The Letter Quotes

The reason for my shame and for the revolution is the same: the difference between social classes

Related Characters: Marjane Satrapi (speaker)
Page Number: 33
Explanation and Analysis:

Eager to learn more about her country's history and the reasons for the Revolution, Marjane devours a number of books, both historical and fictional, that describe the inequality in Iran. She particularly likes books by Ali Ashraf Darvishian, “a kind of local Charles Dickens," whose stories depict those who live in deep poverty in Iran. (Charles Dickens wrote many stories about social and economic equality in 19th century England.)

In this quote, Marjane expresses a kind of relief and also guilt at finally understanding why she feels shame when she rides in her father's Cadillac: though she has problems and difficulties in her own life, her economic and social standing means that many of her struggles will never come close to the gravity of pain felt by many of her countrymen. Though her family is not currently involved in the government, she comes from royal lineage and enjoys the creature comforts that come from socioeconomic security, such as a nice home, car, education, and a live-in maid. Here, Marjane realizes that the same things that make her life comfortable, that make her feel shame when she drives past impoverished Iranians with her father, are also what have directly inspired her country to revolt. 

“You must understand that their love was impossible…because in this country you must stay within your own social class.”

Related Characters: Marjane’s Parents (Mother and Father) (speaker), Marjane Satrapi , Mehri
Page Number: 37
Explanation and Analysis:

Thinking about social and economic inequality in Iran reminds Marjane of the case of her family's maid Mehri, and her crush on the boy living in the neighborhood. Mehri was sent to live with Marjane's family at age eight because her family could not take care of her. Though she is technically their live-in help, she was raised alongside Marjane as if they were sisters, and they often slept in the same bed. Marjane helped Mehri, who could not read or write, compose letters to the neighborhood boy. When Marjane's father discovers the letters, he immediately recognizes his daughter's handwriting. He tells the boy that Mehri is not his daughter, but a maid, which ceases the relationship. In this quote, he explains to Marjane that Mehri and the boy could never have married because of their separate social classes.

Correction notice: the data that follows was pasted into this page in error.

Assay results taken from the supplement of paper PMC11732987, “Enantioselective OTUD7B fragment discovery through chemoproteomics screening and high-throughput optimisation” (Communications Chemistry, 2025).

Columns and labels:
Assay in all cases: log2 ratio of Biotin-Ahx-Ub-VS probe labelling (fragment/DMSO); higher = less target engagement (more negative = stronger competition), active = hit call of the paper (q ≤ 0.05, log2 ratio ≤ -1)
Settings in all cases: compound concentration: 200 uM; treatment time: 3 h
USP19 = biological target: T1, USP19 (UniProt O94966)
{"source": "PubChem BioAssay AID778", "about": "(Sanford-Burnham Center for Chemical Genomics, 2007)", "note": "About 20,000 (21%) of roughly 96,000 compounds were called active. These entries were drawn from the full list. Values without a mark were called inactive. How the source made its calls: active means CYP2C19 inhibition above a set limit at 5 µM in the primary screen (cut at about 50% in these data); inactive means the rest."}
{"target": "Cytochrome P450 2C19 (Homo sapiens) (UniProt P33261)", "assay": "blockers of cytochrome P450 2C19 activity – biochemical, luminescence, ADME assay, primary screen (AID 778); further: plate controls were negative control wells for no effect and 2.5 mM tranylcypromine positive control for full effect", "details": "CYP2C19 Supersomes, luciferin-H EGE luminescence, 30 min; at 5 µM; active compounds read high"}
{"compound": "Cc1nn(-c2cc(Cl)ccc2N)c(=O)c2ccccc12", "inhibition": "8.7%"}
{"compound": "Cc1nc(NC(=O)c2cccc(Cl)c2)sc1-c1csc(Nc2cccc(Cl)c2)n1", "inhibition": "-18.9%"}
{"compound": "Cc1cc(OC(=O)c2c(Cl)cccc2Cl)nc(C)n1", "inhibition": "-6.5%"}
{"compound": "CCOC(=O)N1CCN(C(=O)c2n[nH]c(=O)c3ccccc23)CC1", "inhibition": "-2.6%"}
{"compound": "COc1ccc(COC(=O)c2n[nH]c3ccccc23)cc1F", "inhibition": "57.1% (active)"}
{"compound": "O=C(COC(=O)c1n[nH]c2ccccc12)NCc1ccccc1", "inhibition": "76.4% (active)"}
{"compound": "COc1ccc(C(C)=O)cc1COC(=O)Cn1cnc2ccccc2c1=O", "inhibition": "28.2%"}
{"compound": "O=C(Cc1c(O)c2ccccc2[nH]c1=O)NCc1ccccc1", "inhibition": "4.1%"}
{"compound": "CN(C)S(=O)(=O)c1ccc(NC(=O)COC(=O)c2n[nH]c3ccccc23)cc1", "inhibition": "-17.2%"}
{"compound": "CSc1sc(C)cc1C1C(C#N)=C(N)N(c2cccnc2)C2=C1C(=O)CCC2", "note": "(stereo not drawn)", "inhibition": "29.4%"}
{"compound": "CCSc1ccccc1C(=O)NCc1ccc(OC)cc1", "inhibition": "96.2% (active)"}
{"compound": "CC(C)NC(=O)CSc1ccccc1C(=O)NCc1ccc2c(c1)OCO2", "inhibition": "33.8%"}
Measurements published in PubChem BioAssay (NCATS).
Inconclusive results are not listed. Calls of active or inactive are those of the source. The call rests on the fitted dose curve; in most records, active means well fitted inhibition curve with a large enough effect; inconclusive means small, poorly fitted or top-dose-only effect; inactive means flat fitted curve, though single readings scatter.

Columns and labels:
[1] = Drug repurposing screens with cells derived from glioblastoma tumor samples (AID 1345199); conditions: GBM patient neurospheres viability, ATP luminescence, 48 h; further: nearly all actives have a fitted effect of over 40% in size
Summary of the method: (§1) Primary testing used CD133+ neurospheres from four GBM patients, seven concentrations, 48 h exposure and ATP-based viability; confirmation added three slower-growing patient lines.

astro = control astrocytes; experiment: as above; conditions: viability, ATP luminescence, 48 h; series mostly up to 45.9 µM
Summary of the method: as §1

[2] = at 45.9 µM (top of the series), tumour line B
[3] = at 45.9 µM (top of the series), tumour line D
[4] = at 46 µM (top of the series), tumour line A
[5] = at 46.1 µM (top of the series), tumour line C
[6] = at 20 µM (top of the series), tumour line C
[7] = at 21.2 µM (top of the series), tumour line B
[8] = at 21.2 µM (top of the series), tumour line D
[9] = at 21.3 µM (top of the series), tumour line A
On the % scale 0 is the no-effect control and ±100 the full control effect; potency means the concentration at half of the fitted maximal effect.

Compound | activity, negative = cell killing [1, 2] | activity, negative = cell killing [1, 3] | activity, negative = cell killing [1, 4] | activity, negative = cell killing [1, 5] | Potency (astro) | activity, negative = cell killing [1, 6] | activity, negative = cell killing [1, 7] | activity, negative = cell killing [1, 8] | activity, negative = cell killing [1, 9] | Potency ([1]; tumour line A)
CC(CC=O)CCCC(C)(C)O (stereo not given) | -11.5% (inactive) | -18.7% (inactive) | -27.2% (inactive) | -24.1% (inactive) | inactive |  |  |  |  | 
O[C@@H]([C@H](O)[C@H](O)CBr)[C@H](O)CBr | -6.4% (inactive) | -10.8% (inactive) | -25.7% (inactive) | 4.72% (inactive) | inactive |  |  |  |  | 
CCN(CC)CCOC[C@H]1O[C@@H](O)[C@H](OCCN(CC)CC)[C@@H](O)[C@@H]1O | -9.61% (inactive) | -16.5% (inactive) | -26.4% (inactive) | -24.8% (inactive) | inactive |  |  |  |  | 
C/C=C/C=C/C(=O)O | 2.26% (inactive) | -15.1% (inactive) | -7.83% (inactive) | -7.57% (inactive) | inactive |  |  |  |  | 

Marjane thinks of this anecdote involving Mehri because Mehri is the only person she has known who comes closest to the characters in Darvishian's stories. Marjane is shocked to learn that social class is something someone is born with, and that social mobility rarely exists in Iran. The memory of Mehri's lost romance is particularly salient for Marjane, since she loved Mehri like a sister and often slept in the same bed as her. Marjane grapples with the concept that someone can be forced to remain in a position that they were born with and did not actively choose. This quote from Marjane's father also reveals a hypocrisy within his sociopolitical views: though he is eager to demonstrate against repressive governmental policies, he is complacent regarding the social strata that already exists. 

The Heroes Quotes